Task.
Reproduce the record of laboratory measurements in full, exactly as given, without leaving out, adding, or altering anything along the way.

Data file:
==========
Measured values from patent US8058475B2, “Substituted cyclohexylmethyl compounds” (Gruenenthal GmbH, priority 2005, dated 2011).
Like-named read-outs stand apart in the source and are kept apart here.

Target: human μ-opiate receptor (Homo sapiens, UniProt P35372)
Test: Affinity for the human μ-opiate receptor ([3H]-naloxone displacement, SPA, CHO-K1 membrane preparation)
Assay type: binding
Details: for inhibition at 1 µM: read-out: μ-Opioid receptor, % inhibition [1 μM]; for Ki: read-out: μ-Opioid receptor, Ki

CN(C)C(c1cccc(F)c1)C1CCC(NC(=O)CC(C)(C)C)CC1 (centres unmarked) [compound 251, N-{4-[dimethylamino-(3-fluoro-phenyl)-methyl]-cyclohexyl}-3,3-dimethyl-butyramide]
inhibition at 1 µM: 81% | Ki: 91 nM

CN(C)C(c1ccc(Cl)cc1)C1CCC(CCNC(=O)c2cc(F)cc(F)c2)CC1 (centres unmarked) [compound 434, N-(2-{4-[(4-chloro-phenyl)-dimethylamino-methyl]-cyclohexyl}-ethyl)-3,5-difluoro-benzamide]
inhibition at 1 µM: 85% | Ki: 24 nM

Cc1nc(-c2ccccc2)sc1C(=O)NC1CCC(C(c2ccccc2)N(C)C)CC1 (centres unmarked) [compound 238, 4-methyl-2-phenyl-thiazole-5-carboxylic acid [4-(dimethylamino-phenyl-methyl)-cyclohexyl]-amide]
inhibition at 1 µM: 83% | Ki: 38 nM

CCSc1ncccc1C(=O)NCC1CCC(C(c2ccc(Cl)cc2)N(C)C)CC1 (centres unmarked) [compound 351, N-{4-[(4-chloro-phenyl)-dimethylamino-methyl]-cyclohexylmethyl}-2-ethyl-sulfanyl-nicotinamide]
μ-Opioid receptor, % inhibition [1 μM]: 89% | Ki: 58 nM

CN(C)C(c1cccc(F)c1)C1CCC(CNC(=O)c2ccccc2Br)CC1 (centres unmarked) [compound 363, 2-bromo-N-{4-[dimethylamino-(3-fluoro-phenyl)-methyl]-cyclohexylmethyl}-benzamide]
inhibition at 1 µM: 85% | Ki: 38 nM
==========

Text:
Measured values from patent US8058475B2, “Substituted cyclohexylmethyl compounds” (Gruenenthal GmbH, priority 2005, dated 2011).
Like-named read-outs stand apart in the source and are kept apart here.

Target: human μ-opiate receptor (Homo sapiens, UniProt P35372)
Test: Affinity for the human μ-opiate receptor ([3H]-naloxone displacement, SPA, CHO-K1 membrane preparation)
Assay type: binding
Details: for inhibition at 1 µM: read-out: μ-Opioid receptor, % inhibition [1 μM]; for Ki: read-out: μ-Opioid receptor, Ki

CN(C)C(c1cccc(F)c1)C1CCC(NC(=O)CC(C)(C)C)CC1 (centres unmarked) [compound 251, N-{4-[dimethylamino-(3-fluoro-phenyl)-methyl]-cyclohexyl}-3,3-dimethyl-butyramide]
inhibition at 1 µM: 81% | Ki: 91 nM

CN(C)C(c1ccc(Cl)cc1)C1CCC(CCNC(=O)c2cc(F)cc(F)c2)CC1 (centres unmarked) [compound 434, N-(2-{4-[(4-chloro-phenyl)-dimethylamino-methyl]-cyclohexyl}-ethyl)-3,5-difluoro-benzamide]
inhibition at 1 µM: 85% | Ki: 24 nM

Cc1nc(-c2ccccc2)sc1C(=O)NC1CCC(C(c2ccccc2)N(C)C)CC1 (centres unmarked) [compound 238, 4-methyl-2-phenyl-thiazole-5-carboxylic acid [4-(dimethylamino-phenyl-methyl)-cyclohexyl]-amide]
inhibition at 1 µM: 83% | Ki: 38 nM

CCSc1ncccc1C(=O)NCC1CCC(C(c2ccc(Cl)cc2)N(C)C)CC1 (centres unmarked) [compound 351, N-{4-[(4-chloro-phenyl)-dimethylamino-methyl]-cyclohexylmethyl}-2-ethyl-sulfanyl-nicotinamide]
μ-Opioid receptor, % inhibition [1 μM]: 89% | Ki: 58 nM

CN(C)C(c1cccc(F)c1)C1CCC(CNC(=O)c2ccccc2Br)CC1 (centres unmarked) [compound 363, 2-bromo-N-{4-[dimethylamino-(3-fluoro-phenyl)-methyl]-cyclohexylmethyl}-benzamide]
inhibition at 1 µM: 85% | Ki: 38 nM